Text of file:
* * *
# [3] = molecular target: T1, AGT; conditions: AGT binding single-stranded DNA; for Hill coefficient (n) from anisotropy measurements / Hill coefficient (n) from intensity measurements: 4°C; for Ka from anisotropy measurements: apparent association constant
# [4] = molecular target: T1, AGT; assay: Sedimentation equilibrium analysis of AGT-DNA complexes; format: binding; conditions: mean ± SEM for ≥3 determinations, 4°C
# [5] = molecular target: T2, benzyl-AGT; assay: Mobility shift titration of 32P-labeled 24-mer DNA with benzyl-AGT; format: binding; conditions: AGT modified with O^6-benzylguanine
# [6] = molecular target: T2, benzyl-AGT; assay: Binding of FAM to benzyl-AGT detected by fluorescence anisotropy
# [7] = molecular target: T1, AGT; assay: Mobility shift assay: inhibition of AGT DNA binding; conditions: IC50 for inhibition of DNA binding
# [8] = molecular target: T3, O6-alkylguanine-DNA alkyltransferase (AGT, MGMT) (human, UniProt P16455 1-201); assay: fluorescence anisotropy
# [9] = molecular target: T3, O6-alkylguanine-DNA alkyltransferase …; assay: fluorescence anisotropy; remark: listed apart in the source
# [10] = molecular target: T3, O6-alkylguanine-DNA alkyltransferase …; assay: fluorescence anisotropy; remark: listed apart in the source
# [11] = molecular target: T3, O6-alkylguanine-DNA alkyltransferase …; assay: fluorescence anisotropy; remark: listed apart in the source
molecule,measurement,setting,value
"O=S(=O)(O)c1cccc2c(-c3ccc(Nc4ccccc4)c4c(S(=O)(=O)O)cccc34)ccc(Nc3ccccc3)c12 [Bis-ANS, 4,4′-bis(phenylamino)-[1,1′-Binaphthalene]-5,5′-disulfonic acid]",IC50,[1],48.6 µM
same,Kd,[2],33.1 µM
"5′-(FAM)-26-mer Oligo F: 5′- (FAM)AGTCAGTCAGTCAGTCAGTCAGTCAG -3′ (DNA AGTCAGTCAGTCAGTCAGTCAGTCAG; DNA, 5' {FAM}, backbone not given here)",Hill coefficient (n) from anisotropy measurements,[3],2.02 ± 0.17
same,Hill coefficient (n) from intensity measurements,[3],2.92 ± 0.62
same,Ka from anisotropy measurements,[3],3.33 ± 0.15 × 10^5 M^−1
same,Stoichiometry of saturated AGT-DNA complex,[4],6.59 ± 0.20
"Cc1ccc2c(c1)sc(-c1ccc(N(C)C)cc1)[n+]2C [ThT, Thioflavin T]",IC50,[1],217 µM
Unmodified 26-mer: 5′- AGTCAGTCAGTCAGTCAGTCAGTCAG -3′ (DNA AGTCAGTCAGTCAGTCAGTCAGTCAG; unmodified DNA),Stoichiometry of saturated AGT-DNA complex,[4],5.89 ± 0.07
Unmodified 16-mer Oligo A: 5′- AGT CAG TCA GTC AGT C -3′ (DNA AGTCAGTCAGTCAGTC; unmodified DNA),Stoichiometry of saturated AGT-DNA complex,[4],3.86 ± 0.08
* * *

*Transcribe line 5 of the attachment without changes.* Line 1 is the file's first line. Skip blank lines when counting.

# [7] = molecular target: T1, AGT; assay: Mobility shift assay: inhibition of AGT DNA binding; conditions: IC50 for inhibition of DNA binding